(This article, written by Anne Katona, was first published in the AKC Gazette breed column in August, 2003. We are grateful to the author and to the AKC for their permission to publish all the Kerry Blue Terrier Breed Columns on the USKBTC website.)
AKC Gazette Breed Column
How About Those Ears?
The 2003 Westminster Kennel Club extravaganza will forever be remembered as the night one of our own completed the climb to the TOP!! Making the win better (if possible), is the little known fact that for Eng. & Am Ch. Torum’s Scarf Michael (Mick) to win Best In Show, he and his handler, had to make it through the breed judge, Mr. Elliott Weiss, the group judge, Mr. Charles Foley, and the Best In Show judge, Mrs. Edd Bivin – not one of them had ever judged this dog. To the breeders, Mr. & Mrs. Ron Ramsey (England), to owner, Mrs. Marilu Hanson, and of course to the handler, Mr. Bill McFadden and to MICK – Congratulations full of Hollywood hugs and Air kisses.
Over the past couple of years, something that is really bothering the Kerry Blue breeder in me are ear sets. Have you noticed the ear sets presently seen in the show ring? Is the technique of setting ears not being passed to the new breeders, or are there just not as many old timers available or willing to help? Whatever, the new breeders and owners need help.
Be aware, the Kerry ear set is not the same as the Fox Terrier, nor is it the Soft Coated Wheaten or Airedale terrier. The top of the folded ear MUST be slightly above the level of the skull. If not, from a distance, the head (according to how it is groomed) can look like a Sealyham. Remember a low, “dead” ear, hound-like in appearance, is very undesirable and definitely not TYPEY! A high set will lengthen head but cause small ears to fly. The same ear set can make a correct size skull appear too narrow!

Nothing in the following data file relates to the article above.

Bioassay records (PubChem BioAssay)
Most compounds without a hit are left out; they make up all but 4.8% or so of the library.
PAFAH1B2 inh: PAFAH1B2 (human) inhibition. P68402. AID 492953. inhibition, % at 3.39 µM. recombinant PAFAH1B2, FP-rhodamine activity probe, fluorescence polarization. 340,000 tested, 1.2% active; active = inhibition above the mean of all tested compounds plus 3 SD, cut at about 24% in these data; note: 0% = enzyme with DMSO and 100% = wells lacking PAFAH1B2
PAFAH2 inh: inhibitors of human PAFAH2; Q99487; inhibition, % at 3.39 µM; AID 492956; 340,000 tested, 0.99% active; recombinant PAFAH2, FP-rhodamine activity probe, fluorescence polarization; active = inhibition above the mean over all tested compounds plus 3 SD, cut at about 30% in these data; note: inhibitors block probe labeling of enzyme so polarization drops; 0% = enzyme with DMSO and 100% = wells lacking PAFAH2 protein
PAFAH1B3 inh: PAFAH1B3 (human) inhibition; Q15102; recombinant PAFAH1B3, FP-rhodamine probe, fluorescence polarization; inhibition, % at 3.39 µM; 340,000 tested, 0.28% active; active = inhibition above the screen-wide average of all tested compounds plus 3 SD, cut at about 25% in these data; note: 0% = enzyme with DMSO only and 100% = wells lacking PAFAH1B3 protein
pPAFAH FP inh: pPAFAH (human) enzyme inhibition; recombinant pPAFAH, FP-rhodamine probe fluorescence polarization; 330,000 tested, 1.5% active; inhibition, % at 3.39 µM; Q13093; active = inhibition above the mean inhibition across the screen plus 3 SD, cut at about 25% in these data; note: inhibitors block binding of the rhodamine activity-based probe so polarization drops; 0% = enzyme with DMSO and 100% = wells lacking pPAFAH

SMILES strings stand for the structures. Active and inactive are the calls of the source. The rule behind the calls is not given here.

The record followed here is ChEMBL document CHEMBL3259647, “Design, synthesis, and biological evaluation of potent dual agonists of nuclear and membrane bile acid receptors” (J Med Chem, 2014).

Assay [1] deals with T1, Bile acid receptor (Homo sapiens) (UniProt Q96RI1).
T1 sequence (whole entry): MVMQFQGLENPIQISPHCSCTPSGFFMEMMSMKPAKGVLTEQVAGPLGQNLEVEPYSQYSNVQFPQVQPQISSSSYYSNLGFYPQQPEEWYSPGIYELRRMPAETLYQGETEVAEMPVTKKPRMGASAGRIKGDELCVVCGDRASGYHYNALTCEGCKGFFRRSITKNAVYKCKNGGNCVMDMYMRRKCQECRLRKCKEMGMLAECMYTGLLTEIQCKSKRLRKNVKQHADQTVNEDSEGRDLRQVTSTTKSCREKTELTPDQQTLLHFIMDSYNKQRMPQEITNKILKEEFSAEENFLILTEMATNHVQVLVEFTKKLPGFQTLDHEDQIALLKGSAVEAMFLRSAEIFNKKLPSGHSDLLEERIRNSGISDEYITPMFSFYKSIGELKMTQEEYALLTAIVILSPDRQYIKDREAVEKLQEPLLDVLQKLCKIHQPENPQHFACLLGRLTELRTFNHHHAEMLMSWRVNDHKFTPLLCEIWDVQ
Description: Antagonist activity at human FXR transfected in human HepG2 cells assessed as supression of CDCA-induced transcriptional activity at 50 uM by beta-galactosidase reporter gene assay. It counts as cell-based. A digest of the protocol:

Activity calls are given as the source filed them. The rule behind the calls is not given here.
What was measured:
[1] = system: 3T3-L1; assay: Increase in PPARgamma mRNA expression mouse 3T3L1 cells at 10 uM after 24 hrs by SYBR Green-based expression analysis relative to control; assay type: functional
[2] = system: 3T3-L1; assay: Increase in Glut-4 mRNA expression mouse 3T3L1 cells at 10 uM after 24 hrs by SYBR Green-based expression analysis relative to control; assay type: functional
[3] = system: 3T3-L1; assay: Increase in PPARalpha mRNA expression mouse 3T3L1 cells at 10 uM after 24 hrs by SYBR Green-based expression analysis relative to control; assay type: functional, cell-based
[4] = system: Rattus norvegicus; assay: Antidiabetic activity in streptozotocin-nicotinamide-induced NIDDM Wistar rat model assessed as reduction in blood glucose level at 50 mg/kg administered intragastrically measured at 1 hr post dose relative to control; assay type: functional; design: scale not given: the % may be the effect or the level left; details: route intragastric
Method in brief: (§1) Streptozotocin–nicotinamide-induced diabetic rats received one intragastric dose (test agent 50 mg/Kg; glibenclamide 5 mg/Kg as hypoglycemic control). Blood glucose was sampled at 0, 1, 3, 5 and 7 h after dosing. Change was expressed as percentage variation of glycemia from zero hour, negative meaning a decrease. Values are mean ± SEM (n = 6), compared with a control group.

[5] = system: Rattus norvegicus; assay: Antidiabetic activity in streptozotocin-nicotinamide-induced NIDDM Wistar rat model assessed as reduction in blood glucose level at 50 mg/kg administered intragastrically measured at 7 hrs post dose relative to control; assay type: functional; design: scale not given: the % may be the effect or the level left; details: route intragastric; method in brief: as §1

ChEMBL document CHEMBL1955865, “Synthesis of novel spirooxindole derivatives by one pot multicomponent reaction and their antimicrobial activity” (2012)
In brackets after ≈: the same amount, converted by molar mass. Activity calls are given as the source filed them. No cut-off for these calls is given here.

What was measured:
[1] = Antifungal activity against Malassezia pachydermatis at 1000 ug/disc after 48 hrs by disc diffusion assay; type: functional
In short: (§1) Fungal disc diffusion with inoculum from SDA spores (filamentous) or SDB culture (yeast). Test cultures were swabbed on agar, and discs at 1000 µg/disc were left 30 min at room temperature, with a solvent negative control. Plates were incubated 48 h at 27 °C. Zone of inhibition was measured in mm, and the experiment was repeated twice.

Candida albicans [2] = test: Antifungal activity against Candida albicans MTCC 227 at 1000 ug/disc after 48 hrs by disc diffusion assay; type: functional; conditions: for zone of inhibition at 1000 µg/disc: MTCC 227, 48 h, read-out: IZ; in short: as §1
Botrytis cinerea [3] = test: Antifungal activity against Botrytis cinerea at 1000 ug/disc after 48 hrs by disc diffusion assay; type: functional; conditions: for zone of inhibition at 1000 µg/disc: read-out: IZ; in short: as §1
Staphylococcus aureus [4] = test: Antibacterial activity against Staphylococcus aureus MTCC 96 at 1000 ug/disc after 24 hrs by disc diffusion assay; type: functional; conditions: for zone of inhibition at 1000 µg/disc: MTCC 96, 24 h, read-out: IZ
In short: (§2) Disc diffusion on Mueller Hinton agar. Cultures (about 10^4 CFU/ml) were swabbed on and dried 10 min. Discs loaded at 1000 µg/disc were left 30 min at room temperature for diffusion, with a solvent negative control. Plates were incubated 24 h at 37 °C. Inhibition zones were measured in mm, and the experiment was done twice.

Puppy’s ears can vary in size, shape, placement on the head, and in leather thickness (any or all of these can apply to an individual puppy too). These same attributes should be taken into consideration for the length of time to keep the ears pasted. However, there are generalizations that can help the novice at ear pasting. The best teacher – experience!
Some puppy ears need to be pasted at 6 weeks of age, most at 8 weeks and a few at 9 or 10 weeks. Rule of thumb – watch a puppy from 5 weeks of age; how are the ears carried? If an ear begins to “rose” (ear carried folded at right angles to the head) paste ears – immediately! Pasting should take place while the puppy is losing the deciduous teeth and the adult teeth are moving into place. There is no average time length to “set” puppy ears – paste until the ear is correctly set.
When the pasting schedule is completed, the top of the folded ear must be slightly above the level of the skull, the tip of the V-shaped ear is to point to the outside corner of the eye, and the ear is to be carried forward close to the cheeks. Make a funny sound; observe the puppy cock his head – watch for the alert expression — this is correct Kerry Blue expression!!!
The United States Kerry Blue Terrier Club has a good pamphlet on Ear Setting. For help or for the ear setting pamphlet, contact the www.uskbtc.com .
(Content Editor’s Note: On the USKBTC website, there is an article on ear pasting and a series of pictures that may help you set a Kerry’s ears.)